Oramorph Addiction and Recovery

Oramorph Addiction and Recovery

Oramorph (Oral Morphine for Treating Pain)

Morphine is available under many different brand names and Oramorph is one of them. Oramorph belongs to a class of drugs called opiate (opioid) pain relievers and is used to treat moderate to severe pain. Oramorph provides short term pain relief and is classified as a Schedule II controlled substance because the potential for abuse is high.

The physical consequences associated with Oramorph are extremely dangerous when the painkiller is abused, and unfortunately today, morphine and other narcotic medications are misused for non-medical reasons at an alarming rate.

Slow Release-Long Acting Formula of Oramorph

There's also an extended release formula of Oramorph that comes in capsule or tablet form called Oramorph SR that's used for relieving pain around the clock. Both the short acting and extended release formulas of Oramorph can be habit-forming and should never be abused because taking a high dose of any narcotic could lead to a coma, overdose or even death.

Oramorph Abuse

The misuse of opiate pain medications like Oramorph today are extremely high and people who abuse narcotic medications don't realize that even some of the side effects associated with morphine can be extremely serious. The misuse of morphine can lead to addiction as well as an accidental lethal overdose. Taking a high dose Oramorph is very dangerous and people who abuse the extended release formula Oramorph SR risk a lethal overdose very easily.

Oramorph Possible Side Effects

  • Nausea
  • Vomiting
  • Constipation
  • Light headedness
  • Dizziness
  • Drowsiness
  • Oramorph Possible Serious Side Effects
  • Slowed or irregular breathing
  • Fast or slow heartbeat
  • Seizures
  • Blurry vision
  • Hallucinations
  • Rash, hives, itching
  • Tightness in throat or difficulty swallowing
  • Swelling (lower legs, ankles, feet, hands, and arms)

Oramorph Overdose

The extended released formula of Oramorph is intended to slowly release morphine into the body over a period of time and if the narcotic painkiller is crushed, chewed, snorted, or dissolved and injected, too much morphine enters the body at one time. The same holds true for the short acting formula of Oramorph because when people abuse pain medications for the purpose of getting high, they take a much larger dose than would be medically prescribed. Taking too much Oramorph can lead to a lethal overdose because the level of morphine in the body becomes dangerously high.

Morphine Overdose Symptoms could include; breathing problems, slowed heartbeat, loss of consciousness, blurry vision, nausea, fainting, drowsiness, clammy cold skin and muscle limpness.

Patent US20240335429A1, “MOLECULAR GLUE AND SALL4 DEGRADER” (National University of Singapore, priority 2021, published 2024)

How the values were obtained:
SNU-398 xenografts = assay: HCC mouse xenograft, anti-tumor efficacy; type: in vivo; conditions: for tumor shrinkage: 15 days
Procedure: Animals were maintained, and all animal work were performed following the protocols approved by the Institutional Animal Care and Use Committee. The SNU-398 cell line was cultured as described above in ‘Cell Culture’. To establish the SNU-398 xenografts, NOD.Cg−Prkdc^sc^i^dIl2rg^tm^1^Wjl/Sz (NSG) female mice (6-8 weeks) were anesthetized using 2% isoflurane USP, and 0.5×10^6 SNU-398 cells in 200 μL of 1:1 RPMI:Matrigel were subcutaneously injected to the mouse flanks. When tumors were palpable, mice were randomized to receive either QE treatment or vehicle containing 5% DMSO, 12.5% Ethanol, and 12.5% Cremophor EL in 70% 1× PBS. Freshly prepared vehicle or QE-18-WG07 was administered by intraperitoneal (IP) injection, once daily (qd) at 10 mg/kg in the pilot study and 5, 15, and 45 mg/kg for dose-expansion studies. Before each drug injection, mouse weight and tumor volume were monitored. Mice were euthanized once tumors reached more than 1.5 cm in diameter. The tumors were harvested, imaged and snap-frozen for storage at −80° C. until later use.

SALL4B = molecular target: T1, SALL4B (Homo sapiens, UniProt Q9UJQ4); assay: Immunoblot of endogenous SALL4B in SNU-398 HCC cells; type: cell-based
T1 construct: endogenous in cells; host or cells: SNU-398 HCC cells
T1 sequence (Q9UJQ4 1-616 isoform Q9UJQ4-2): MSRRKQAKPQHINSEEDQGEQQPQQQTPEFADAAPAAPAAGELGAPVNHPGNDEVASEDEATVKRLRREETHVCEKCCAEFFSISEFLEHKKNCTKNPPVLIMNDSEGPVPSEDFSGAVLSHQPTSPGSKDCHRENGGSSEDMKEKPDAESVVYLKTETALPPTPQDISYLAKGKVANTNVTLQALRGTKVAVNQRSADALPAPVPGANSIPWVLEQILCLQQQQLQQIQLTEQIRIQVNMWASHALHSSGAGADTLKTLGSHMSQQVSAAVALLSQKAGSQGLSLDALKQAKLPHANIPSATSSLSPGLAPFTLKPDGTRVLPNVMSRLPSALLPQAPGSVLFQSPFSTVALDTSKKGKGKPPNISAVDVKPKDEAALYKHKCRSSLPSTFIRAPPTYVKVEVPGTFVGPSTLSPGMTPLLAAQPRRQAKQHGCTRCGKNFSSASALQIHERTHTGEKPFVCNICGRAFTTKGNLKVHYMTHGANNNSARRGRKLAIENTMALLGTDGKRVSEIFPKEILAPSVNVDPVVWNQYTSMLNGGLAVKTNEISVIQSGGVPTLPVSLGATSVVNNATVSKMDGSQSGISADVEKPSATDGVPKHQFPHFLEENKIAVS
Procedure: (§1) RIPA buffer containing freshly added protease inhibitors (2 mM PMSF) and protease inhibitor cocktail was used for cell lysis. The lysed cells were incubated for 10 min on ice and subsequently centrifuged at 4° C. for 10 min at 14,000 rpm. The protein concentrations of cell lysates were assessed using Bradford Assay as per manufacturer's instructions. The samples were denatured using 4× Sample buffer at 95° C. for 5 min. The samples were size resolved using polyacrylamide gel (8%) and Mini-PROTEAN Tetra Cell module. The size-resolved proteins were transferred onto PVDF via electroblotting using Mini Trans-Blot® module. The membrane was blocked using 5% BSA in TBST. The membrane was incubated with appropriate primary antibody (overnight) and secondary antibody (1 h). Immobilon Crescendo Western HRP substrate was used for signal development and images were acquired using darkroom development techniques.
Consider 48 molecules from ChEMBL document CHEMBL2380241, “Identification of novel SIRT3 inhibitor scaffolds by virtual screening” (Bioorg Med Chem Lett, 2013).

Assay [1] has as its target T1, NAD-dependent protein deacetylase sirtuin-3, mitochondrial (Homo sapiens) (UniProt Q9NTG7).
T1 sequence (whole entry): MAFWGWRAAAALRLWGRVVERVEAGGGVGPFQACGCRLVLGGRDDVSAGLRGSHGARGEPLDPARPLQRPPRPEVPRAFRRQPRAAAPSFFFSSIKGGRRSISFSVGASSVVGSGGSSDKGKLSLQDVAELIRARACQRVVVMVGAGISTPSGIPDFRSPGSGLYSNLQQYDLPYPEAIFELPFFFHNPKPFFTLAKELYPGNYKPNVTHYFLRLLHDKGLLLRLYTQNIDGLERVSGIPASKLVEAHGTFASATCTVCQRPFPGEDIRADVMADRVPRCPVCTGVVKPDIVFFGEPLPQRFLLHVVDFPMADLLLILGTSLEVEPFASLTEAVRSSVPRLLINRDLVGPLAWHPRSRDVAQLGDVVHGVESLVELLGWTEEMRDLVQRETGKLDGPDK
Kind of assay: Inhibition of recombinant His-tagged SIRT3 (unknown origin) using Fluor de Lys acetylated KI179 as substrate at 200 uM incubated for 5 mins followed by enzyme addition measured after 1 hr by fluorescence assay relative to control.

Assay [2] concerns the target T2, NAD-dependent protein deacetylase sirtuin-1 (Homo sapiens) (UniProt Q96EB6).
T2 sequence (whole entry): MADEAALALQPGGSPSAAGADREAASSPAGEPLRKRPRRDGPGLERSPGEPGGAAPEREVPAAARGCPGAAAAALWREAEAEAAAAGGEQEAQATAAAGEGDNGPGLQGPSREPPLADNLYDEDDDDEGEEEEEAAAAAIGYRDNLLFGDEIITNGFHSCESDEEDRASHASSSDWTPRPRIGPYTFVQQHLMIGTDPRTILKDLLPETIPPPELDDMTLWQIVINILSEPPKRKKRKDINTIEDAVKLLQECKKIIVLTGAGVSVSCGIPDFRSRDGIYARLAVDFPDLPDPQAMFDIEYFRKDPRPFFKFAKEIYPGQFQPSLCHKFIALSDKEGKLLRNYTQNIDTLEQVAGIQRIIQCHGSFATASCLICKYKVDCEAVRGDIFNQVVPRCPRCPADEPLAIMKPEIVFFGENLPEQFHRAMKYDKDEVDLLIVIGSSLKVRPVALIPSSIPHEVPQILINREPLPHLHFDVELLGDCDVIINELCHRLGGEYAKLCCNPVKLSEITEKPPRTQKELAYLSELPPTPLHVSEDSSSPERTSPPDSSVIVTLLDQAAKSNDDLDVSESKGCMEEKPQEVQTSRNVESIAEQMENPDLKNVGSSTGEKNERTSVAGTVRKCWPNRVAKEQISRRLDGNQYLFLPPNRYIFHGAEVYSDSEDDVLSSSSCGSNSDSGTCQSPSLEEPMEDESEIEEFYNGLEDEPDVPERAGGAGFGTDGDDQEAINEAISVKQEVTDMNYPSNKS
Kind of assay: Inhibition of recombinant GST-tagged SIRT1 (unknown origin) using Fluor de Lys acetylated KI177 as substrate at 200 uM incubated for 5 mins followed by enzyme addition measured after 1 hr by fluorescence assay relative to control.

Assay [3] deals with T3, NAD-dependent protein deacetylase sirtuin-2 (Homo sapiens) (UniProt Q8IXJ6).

Oramorph Tolerance and Addiction

Even patients taking Oramorph for the relief of pain can become physically dependent on the narcotic medication and experience symptoms of withdrawal if the drug is suddenly stopped. The use of morphine over an extended period of time can lead to tolerance in which the patient needs to have their dose increased because the pain medication has lost its effectiveness.

Morphine is a very potent opiate that can cause physical and psychological addiction much the same as heroin does. Repeated misuse of Oramorph in high doses for the purpose of getting high can lead to addiction in a short period of time leaving the addict to experience very uncomfortable symptoms of withdrawal if the drug is stopped all of a sudden. The intensity and duration of Oramorph withdrawal depends on the degree of dependence, but the symptoms of morphine withdrawal are not likely to be life-threatening.

Oramorph Withdrawal Symptoms

  • Anxiety
  • Diarrhea
  • Problems with sleep
  • Increased body temperature
  • Increased blood pressure
  • Increased breathing
  • Increased heart rate
  • Muscle spasms
  • Severe flu like symptoms

Treatment for Oramorph (Morphine) Addiction

Inpatient and Outpatient Oramorph Treatment - There are many different treatment options available today for treating morphine addiction. Depending on the level of addiction and if there are other medical problems to take into consideration, inpatient and outpatient opiate treatment programs are extremely beneficial for helping people overcome their Oramorph use and addiction.

Medication Assisted Treatment for Morphine (Oramorph) Addiction is provided in many residential and outpatient recovery settings for morphine addiction. They provide medications as well as counseling, therapy and other beneficial treatment programs to help people achieve abstinence and learn how to maintain their daily recovery. Effective treatment options for treating opiate addiction include Naltrexone, Methadone and Buprenorphine.

Vivitrol is an injectable long-acting form of Naltrexone that is also beneficial for treating opioid addiction. Methadone and Buprenorphine both help to eliminate drug cravings and reduce withdrawal symptoms so that abstinence can be achieved and the individual can focus on making changes in their life so they can overcome their Oramorph addiction or other opiate dependence.

Group Support Programs

The longer a person stays in treatment the more successful their long term recovery from morphine addiction will be. It's also important to surround yourself with positive support when overcoming opiate addiction and managing your daily recovery. Narcotics Anonymous and other group support programs are very beneficial for people recovering from Oramorph (morphine) addiction or any other opiate dependence.


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